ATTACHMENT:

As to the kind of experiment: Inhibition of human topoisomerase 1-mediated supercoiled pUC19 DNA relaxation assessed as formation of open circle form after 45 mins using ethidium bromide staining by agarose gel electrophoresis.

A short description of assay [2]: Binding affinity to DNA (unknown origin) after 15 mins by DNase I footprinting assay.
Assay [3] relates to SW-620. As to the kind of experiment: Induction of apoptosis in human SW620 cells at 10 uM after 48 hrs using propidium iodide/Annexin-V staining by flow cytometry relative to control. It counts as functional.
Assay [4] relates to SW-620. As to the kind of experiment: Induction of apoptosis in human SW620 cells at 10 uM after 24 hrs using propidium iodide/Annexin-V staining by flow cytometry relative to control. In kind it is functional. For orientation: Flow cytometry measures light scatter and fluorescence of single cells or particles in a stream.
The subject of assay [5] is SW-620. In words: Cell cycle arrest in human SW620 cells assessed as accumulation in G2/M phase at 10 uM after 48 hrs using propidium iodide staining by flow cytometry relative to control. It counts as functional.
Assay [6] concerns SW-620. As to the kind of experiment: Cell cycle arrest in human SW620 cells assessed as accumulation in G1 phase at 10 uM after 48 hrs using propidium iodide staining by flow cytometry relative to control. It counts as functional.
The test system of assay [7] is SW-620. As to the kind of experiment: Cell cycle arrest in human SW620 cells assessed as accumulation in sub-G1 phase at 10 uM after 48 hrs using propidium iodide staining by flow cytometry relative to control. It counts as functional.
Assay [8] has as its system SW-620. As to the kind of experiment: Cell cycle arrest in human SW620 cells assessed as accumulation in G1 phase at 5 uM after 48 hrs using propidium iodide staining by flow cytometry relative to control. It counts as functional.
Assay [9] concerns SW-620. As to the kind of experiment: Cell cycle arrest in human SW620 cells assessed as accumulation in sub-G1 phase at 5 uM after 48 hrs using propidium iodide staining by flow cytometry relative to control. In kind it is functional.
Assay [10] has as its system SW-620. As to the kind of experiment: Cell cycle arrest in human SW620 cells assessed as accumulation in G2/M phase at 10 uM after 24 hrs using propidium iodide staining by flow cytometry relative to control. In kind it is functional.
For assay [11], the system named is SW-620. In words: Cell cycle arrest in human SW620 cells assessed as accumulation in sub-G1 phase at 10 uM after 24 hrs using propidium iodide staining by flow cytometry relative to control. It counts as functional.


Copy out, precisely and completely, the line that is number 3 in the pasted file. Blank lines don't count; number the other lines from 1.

Assay [3] relates to SW-620. As to the kind of experiment: Induction of apoptosis in human SW620 cells at 10 uM after 48 hrs using propidium iodide/Annexin-V staining by flow cytometry relative to control. It counts as functional.